First, some news. I've long wanted to do a Chuck Cowdery-guided tour of bourbon country and it looks like that's going to happen. Imagine it: you, me, in a bus, with a couple of bottles. We'll hit some distilleries, but also a lot of other cool places nobody else gets to see. (You don't need me to do distillery tours.)
More details as they become available.
Meanwhile, the distillers continue to make their visitor experiences worth the trip. Jim Beam, which has spent millions over the last few years to create a world-class visitor experience at its Clermont distillery, has just made another major addition, an on-site restaurant called 'Fred's Smokehouse.'
Fred Noe is no stranger to smoked meat. There's a fine smokehouse out behind the house where he grew up with his dad, Booker Noe. It was built when Jim Beam, Fred's great-grandfather, lived there. Booker liked to make his own ham and sausage. He once freaked out a Fortune Magazine reporter by butchering a hog on the dining room table. (He put down papers first.) Fred Noe continues to stock the family smokehouse. I doubt they'll serve any of his meat at the new restaurant (a Louisville caterer is doing the food), but Fred genuinely knows his way around smoked meat. Just like he keeps an eye on the whiskey, I'm sure he'll pay close attention to what they're serving at his first (maybe not last?) namesake restaurant too.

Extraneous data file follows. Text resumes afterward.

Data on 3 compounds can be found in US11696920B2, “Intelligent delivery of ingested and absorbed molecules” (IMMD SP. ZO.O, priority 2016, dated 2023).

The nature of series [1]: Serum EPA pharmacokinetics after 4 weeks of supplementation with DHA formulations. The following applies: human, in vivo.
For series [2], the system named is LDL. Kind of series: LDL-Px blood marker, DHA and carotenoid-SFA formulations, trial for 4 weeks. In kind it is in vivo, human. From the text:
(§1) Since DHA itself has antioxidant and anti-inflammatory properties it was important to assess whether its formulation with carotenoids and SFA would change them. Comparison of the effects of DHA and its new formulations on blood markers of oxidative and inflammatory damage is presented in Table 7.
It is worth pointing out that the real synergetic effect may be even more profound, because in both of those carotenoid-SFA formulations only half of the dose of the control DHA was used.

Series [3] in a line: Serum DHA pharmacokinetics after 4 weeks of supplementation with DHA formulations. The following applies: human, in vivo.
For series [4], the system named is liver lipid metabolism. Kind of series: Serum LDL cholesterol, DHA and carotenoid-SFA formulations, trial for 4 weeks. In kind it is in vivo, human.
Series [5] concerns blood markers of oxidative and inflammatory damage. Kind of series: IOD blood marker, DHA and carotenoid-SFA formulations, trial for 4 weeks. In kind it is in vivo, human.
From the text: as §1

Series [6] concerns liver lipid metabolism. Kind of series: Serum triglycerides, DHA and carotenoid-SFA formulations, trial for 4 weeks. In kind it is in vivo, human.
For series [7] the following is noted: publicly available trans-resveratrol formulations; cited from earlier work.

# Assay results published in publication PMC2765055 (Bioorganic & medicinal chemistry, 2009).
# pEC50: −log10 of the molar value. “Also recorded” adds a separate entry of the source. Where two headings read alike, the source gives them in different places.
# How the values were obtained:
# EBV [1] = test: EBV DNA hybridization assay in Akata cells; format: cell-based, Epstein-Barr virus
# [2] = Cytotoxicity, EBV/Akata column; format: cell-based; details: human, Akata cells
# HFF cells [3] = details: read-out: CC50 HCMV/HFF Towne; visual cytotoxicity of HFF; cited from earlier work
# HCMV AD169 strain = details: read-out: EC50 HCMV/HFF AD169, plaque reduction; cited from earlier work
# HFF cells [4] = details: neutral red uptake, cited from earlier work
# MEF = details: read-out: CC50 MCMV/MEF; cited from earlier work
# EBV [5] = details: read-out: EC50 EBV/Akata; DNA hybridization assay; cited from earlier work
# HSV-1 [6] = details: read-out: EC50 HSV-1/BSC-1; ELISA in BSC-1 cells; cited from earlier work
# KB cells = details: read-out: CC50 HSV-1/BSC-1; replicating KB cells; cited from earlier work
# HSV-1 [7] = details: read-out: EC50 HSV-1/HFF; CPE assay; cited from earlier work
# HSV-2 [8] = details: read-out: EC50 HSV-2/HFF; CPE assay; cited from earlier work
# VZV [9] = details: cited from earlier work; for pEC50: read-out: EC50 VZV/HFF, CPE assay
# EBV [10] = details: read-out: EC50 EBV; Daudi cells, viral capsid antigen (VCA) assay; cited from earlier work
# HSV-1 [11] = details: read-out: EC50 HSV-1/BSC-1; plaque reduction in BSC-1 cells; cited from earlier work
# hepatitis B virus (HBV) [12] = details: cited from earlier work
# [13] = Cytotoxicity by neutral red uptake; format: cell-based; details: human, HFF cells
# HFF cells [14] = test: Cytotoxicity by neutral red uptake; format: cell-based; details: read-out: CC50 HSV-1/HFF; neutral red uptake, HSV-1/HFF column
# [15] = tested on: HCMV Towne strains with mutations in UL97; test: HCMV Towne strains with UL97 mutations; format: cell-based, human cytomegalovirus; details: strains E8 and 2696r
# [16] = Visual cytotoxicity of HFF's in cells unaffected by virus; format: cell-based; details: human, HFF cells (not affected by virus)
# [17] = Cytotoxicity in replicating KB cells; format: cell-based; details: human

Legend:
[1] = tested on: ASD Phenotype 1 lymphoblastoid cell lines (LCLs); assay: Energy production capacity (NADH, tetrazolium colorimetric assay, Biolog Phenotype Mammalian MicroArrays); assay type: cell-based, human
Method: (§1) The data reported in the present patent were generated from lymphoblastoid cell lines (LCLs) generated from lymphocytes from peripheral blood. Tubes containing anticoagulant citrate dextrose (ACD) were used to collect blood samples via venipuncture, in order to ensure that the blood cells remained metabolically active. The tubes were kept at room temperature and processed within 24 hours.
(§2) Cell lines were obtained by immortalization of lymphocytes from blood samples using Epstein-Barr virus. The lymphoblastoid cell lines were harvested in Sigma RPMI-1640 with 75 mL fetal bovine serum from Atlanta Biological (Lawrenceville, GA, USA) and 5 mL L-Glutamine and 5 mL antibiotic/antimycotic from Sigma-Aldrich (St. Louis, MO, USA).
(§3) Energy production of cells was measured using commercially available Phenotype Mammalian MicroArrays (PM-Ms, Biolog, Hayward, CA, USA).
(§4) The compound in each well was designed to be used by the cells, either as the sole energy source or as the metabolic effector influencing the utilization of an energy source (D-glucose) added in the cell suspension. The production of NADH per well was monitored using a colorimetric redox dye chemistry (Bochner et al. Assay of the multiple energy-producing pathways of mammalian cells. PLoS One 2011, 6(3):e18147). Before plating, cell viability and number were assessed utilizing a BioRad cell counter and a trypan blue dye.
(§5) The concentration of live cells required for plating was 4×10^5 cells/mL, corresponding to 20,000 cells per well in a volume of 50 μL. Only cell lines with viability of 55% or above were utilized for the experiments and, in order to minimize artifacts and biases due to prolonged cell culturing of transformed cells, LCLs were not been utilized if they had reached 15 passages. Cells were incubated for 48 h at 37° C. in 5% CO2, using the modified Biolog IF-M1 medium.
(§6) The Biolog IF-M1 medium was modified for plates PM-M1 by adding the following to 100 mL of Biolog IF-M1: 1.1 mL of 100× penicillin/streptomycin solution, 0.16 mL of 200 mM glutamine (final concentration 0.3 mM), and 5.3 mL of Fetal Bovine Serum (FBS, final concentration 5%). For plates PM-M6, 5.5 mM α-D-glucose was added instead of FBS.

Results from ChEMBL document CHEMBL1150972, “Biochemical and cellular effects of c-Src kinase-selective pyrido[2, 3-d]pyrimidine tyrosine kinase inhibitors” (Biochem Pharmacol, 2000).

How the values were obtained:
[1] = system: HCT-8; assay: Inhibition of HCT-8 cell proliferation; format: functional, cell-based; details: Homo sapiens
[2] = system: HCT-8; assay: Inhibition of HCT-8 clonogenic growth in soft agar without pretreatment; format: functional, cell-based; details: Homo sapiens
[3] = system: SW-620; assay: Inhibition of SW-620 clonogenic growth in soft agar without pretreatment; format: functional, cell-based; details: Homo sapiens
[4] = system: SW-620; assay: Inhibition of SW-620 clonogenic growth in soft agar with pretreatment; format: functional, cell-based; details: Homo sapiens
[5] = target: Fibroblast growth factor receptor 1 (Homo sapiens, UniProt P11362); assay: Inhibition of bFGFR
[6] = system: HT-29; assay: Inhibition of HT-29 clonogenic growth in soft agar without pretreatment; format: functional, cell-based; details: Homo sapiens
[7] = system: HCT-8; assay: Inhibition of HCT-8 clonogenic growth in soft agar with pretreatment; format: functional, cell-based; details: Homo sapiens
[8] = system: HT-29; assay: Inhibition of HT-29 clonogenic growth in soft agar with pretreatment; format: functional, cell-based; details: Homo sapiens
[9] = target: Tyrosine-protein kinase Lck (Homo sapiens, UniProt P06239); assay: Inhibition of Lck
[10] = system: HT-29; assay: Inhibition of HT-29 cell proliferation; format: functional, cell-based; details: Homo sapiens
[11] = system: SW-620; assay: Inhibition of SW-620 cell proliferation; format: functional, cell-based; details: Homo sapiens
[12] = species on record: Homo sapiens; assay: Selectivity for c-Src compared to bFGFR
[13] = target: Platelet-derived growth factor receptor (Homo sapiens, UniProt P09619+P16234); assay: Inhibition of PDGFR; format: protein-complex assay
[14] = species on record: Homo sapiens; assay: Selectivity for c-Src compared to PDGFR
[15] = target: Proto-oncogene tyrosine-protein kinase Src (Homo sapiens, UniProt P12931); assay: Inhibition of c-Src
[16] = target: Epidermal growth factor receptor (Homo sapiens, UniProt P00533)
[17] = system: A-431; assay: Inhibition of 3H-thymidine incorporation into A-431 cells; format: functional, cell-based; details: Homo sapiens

The menu is inspired by the bold, rich flavor of some of Beam’s best-selling whiskies. It features items such as Devil’s Cut Pulled Pork BBQ on a Brioche Bun, Aunt Mimi’s mouthwatering bourbon baked beans, and a signature homemade chocolate bourbon pie with Graeter’s Jim Beam Bourbon ice cream. Most everything is from Kentucky. (Graeter's, technically, is from Cincinnati.) Menu prices range from $1.49 to $8.99.
It's a good thing they used Aunt Mimi's bean recipe and not the one Fred's mom used when she blew the door off the oven, not once but twice. It contained a little bit too much bourbon!
Fred’s Smokehouse is open daily 11:00 a.m. to 5:00 p.m. Monday through Sunday (March 1 – November 1) and will have limited hours November through February. For more information, visit www.AmericanStillhouse.com.
Louisville Stoneware has created a commemorative Fred's Smokehouse Decanter that's available in the adjacent American Stillhouse gift shop.
You don't need to do a tour to stop in at Fred's for lunch.
If you're visiting Beam and you're a nature lover, allow some time to visit Bernheim Forest. It's right across the street from Beam. Bernheim is a 10,000 acre park and nature preserve. Some of it's landscaped, some of it's wild. There are several ponds with ducks and swans. There are hiking and bike trails. It's really a beautiful place.
Bernheim Forest is owned and operated by a private foundation, but is open to the public.
Bernheim Forest has a bourbon connection. It was a gift to the people of Kentucky from Issac Wolfe Bernheim, who was a successful 19th century distiller and whiskey merchant. Descendants of I. W. Bernheim still sit on the foundation board and help manage its endowment. Bernheim created the I. W. Harper bourbon brand (using his own first two initials for the name), which is sadly no longer sold in the USA, but is popular in Japan and other places. (It's owned by Diageo.)